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TWO PHOTON SPECTROSCOPY OF DISSOCIATIVE STATES.

Please use this identifier to cite or link to this item: http://hdl.handle.net/1811/15652

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Title: TWO PHOTON SPECTROSCOPY OF DISSOCIATIVE STATES.
Creators: Sander, Robert K.; Oldman, Richard J.; Mahoney, Richard T.; Wilson, Kent R.
Issue Date: 1969
Abstract: Using a technique we have developed. Photodissociation Recoil Spectroscopy, in isolated molecules we have been able to observe electronic transitions which involve two photons and lead to dissociative states. We cross a molecular beam of the parent molecules with an intense pulse of polarized laser light and observe the distribution of the recoiling photodissociation fragments as a function both of angle (measured with respect to the electric vector of the light) and of translational energy (measured by flight time to a mass-spectrometer detector). We have illuminated $Br_{2}$ and $I_{2}$ with second harmonic neodymium laser light $(\sim 18,830 cm^{-1})$ which for both $Br_{2}$ and $I_{2}$ falls in the one photon discrete region of $^{3}\Pi_{o_{u}^{+}} \leftarrow ^{1}\Sigma_{o_{g}^{+}}$ (although other $u \leftarrow g$ transitions are also probably present). For $I_{2}$, a one photon peak due to ground state $^{2}P_{3/2}$ atoms from predissociation and from direct excitation of an underlying continua is found, and at high photon fluxes a peak at larger translational energy appears which matches the energy for a two photon process yielding two excited $^{2}P_{1/2}$ atoms. There is only one g state correlating with two $^{2}P_{1/2}$ atoms, a $^{1}\Sigma_{o_{g}^{+}}$, and its predicted energy makes it accessible to our observation. In the experiments with $Br_{2}$, we observe a peak in the energy distribution corresponding to the absorption of two photons, although the state of the atoms produced is not yet certain. As with IR (one photon) and Raman (two photon) spectroscopy, the one photon ($u \leftarrow g$ and $g \leftarrow u$) and two photon ($g\leftarrow g $ and $u \leftarrow u$) electric dipole transitions of molecules with inversion symmetry from mutually exclusive sets. Thus two photon spectroscopy offers a means to observe otherwise forbidden transitions. We are currently studying the angular distributions of the two photon processes to determine both the symmetries of the states involved and whether the processes are resonant or non-resonant.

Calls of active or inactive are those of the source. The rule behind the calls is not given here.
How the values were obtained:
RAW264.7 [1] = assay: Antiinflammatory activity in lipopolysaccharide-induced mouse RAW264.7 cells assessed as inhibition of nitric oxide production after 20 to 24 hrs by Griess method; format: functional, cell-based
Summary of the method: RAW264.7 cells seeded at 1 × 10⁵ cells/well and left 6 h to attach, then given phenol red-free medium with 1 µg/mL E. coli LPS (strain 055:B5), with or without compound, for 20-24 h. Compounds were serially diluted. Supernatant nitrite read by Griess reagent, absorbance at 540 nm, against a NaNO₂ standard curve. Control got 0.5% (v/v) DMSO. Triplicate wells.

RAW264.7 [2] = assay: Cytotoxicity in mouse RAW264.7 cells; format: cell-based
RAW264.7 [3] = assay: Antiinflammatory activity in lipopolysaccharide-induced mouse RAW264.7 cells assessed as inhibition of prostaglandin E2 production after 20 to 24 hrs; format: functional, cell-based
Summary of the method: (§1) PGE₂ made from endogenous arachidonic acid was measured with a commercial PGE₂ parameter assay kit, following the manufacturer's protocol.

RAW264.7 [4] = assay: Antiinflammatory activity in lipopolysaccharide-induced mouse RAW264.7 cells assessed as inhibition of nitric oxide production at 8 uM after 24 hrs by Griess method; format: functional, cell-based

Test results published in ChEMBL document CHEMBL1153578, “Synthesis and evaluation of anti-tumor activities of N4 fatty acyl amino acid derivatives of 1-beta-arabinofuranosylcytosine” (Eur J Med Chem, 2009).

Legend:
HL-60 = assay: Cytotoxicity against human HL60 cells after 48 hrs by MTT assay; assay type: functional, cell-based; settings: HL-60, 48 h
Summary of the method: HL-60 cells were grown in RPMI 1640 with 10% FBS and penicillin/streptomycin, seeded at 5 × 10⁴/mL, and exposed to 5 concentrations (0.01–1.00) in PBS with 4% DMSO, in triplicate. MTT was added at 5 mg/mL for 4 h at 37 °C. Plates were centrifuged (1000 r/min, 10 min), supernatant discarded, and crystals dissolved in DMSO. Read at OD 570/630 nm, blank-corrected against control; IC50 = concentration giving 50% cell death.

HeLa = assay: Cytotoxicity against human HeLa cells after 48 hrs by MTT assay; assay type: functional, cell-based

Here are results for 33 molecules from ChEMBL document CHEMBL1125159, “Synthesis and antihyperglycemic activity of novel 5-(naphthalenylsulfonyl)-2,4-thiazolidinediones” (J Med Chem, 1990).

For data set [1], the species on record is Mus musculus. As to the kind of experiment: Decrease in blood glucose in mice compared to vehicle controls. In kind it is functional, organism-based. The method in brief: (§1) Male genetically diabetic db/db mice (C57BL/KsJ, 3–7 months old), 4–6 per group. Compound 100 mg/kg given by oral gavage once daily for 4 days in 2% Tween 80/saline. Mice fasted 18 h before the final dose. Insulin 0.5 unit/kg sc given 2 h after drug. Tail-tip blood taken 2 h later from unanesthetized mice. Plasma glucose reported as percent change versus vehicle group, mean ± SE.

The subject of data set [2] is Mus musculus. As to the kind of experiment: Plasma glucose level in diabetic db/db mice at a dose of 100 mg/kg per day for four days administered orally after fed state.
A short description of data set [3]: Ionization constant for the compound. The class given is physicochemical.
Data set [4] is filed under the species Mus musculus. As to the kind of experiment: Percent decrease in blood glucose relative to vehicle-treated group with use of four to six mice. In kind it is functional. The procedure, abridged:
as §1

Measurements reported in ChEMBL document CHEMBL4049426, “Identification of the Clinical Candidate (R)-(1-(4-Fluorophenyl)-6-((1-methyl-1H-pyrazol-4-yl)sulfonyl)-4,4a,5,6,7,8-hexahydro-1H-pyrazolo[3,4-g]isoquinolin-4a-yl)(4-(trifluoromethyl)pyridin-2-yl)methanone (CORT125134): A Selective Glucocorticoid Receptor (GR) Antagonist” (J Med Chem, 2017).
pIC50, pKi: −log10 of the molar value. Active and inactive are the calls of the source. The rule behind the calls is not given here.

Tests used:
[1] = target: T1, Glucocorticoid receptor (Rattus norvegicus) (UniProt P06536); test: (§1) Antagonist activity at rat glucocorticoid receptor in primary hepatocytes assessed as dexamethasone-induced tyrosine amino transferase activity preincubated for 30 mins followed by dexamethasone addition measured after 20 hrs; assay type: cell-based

URI: http://hdl.handle.net/1811/15652
Other Identifiers: 1969-B-10
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